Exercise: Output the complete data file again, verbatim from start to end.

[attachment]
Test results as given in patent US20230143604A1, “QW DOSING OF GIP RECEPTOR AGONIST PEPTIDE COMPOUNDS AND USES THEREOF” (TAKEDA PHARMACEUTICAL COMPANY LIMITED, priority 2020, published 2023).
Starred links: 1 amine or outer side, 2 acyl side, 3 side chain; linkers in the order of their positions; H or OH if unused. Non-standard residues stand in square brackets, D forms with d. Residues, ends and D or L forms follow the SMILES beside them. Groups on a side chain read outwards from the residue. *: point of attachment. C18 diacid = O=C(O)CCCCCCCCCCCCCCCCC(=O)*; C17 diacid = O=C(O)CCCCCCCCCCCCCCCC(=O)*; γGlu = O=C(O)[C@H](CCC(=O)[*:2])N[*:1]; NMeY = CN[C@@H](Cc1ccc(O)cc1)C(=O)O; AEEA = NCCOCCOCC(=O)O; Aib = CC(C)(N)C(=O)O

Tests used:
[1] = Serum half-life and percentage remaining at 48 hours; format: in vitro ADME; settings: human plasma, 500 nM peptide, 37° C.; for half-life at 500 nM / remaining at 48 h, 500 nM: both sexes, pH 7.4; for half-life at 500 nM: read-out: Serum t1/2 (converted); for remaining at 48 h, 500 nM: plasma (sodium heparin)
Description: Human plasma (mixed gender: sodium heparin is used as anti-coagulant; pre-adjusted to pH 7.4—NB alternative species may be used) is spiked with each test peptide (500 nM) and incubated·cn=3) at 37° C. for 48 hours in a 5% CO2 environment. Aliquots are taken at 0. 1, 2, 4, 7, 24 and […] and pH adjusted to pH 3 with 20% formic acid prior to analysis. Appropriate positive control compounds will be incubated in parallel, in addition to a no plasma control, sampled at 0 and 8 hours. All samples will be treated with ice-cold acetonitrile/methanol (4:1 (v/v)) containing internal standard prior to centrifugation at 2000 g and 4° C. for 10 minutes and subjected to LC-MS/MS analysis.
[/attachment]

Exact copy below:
Test results as given in patent US20230143604A1, “QW DOSING OF GIP RECEPTOR AGONIST PEPTIDE COMPOUNDS AND USES THEREOF” (TAKEDA PHARMACEUTICAL COMPANY LIMITED, priority 2020, published 2023).
Starred links: 1 amine or outer side, 2 acyl side, 3 side chain; linkers in the order of their positions; H or OH if unused. Non-standard residues stand in square brackets, D forms with d. Residues, ends and D or L forms follow the SMILES beside them. Groups on a side chain read outwards from the residue. *: point of attachment. C18 diacid = O=C(O)CCCCCCCCCCCCCCCCC(=O)*; C17 diacid = O=C(O)CCCCCCCCCCCCCCCC(=O)*; γGlu = O=C(O)[C@H](CCC(=O)[*:2])N[*:1]; NMeY = CN[C@@H](Cc1ccc(O)cc1)C(=O)O; AEEA = NCCOCCOCC(=O)O; Aib = CC(C)(N)C(=O)O

Tests used:
[1] = Serum half-life and percentage remaining at 48 hours; format: in vitro ADME; settings: human plasma, 500 nM peptide, 37° C.; for half-life at 500 nM / remaining at 48 h, 500 nM: both sexes, pH 7.4; for half-life at 500 nM: read-out: Serum t1/2 (converted); for remaining at 48 h, 500 nM: plasma (sodium heparin)
Description: Human plasma (mixed gender: sodium heparin is used as anti-coagulant; pre-adjusted to pH 7.4—NB alternative species may be used) is spiked with each test peptide (500 nM) and incubated·cn=3) at 37° C. for 48 hours in a 5% CO2 environment. Aliquots are taken at 0. 1, 2, 4, 7, 24 and […] and pH adjusted to pH 3 with 20% formic acid prior to analysis. Appropriate positive control compounds will be incubated in parallel, in addition to a no plasma control, sampled at 0 and 8 hours. All samples will be treated with ice-cold acetonitrile/methanol (4:1 (v/v)) containing internal standard prior to centrifugation at 2000 g and 4° C. for 10 minutes and subjected to LC-MS/MS analysis.